When the gunbattle was over there were several casualties. Five people were dead and 7 others were wounded. Three of those five died in the courtroom, two died later. The dead were Judge Thornton L. Massie, Sheriff Lewis Webb, Commonwealth Attorney William Foster, Juror Augustus C. Fowler, and a witness by the name of Betty Ayres, who had reportedly seen the confrontation between Floyd and the deputies while on her way to the store to buy a spool of thread (although there is no proof that this actually happened). Floyd and Sidna Allen were both wounded as was Dexter Goad and also a juror, two innocent bystanders and a deputy. Betty Ayers died the next morning, and Augustus Fowler died on Saturday.
Floyd was wounded in the leg and when he tried to get on his horse to head for the hills his leg gave out and he fell to the ground. The rest of the Allens thought that he was going to die there so they said their final goodbyes and took off. Floyd spent the night in the Elliot House Hotel along with his oldest son, Victor.
The Baldwin-Felts Detective agency arrested Floyd at the hotel the next morning and within a month they had the rest of the Allens under arrest except for Sidna Allen and Wesley Edwards, who left the area and couldn't be found. They headed for Des Moines, Iowa and found work as carpenters. At one point, in June, Wesley grew homesick and was able to sneak back in for a quick visit and then he went back to Des Moines. While he was home he gave his girl, Maud Iroler, fifty dollars to come to Iowa to marry him. Her mother found the money and extracted the truth from her. She then knowingly went to Des Moines with three detectives so that they could make the arrests.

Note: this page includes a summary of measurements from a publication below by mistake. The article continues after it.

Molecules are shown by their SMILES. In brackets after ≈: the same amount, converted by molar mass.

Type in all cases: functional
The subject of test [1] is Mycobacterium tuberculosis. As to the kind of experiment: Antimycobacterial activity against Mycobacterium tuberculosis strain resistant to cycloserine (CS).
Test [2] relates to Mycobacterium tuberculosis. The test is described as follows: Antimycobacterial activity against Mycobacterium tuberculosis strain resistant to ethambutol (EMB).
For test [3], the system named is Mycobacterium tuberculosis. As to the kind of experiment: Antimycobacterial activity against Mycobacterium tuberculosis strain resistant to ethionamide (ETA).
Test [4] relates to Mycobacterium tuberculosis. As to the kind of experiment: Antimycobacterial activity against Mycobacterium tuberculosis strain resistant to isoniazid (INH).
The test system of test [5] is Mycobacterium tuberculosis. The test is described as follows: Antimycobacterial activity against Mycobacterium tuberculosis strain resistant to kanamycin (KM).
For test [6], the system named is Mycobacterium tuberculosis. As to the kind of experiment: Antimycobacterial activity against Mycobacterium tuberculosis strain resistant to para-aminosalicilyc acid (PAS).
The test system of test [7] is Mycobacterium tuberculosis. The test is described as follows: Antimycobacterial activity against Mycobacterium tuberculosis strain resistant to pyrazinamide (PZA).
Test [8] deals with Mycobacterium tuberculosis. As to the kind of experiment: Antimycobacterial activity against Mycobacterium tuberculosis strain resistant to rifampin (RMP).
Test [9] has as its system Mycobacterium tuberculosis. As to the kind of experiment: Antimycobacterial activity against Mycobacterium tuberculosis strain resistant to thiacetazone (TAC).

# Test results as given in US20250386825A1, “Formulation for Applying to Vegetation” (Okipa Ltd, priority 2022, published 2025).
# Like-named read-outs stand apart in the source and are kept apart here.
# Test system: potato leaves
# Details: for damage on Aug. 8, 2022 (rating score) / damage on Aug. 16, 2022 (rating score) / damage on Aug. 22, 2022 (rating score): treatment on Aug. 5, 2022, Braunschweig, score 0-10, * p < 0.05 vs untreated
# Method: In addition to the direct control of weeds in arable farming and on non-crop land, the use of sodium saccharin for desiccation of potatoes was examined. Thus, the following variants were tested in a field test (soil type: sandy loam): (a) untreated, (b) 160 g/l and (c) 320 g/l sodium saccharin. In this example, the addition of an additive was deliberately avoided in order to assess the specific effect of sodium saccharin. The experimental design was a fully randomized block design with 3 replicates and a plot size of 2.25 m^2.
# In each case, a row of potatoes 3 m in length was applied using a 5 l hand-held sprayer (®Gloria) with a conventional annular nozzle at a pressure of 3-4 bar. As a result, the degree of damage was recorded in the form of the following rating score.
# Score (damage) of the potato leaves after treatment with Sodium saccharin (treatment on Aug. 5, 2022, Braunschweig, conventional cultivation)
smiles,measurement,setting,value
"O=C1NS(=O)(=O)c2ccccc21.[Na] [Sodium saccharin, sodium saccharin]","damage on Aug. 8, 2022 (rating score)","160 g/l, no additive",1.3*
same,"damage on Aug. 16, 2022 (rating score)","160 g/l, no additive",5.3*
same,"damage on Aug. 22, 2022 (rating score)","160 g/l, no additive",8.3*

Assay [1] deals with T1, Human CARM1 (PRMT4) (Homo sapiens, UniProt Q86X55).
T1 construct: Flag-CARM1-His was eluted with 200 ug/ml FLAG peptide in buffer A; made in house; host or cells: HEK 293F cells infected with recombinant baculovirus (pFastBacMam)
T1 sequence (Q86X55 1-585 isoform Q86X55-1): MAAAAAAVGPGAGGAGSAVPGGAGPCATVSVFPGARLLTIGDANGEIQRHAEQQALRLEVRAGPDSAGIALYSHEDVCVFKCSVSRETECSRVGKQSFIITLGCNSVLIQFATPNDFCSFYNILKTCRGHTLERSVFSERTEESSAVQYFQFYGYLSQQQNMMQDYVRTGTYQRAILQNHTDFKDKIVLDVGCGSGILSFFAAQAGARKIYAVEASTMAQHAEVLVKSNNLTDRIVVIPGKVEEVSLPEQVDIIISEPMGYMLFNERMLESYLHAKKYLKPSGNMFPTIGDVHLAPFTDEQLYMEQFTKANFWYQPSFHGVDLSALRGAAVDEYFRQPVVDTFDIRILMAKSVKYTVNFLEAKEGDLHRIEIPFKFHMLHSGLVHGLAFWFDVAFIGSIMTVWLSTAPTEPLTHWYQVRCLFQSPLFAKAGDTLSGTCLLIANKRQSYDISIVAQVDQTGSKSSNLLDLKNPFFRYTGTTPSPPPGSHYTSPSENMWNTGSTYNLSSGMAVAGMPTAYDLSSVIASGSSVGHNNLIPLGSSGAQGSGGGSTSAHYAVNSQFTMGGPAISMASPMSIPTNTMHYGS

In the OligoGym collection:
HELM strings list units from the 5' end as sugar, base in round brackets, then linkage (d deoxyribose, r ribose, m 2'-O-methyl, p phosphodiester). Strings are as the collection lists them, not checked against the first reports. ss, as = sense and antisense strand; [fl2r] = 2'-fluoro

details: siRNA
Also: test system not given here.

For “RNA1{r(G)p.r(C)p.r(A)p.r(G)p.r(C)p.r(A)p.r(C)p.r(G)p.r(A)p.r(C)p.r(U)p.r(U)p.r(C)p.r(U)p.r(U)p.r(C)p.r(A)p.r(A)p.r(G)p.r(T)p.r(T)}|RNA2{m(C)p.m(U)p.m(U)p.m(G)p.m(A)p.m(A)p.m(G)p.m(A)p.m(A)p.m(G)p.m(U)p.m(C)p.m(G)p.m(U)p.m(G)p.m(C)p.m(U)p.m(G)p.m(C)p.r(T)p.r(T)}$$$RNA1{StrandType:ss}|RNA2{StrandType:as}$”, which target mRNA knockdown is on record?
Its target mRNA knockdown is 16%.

In the ensuing trials, Victor Allen, Barnett Allen and Burden Marion, a neighbor, were acquitted. Sidna Edwards and another of Floyd's nephews, Friel Allen, both received 18 years in prison. Wesley Edwards got 27 years, Sidna Allen got 35 years and both Floyd and his son, Claude, were sentenced to the electric chair.
Friel Allen's father, Jack Allen, claimed that he negotiated his son's surrender in exchange for a five-year prison sentence. When Friel went to trial and was convicted and sentenced to 18 years, Jack Allen did a lot of complaining about the deal that he had struck with Thomas Felts of the detective agency and how he had been double-crossed. Papers were later uncovered that had Felts admitting to the deal, but he never admitted to it publicly. Jack was shot in a roadhouse in 1916 and the man who shot him was working the next week for the Baldwin-Felts Detectives in West Virginia. That man, Will McCraw, only lived a brief time before being shot in the head by Detective Hugh Lucas for supposedly cheating at cards. It's said that Felts didn't leave loose ends.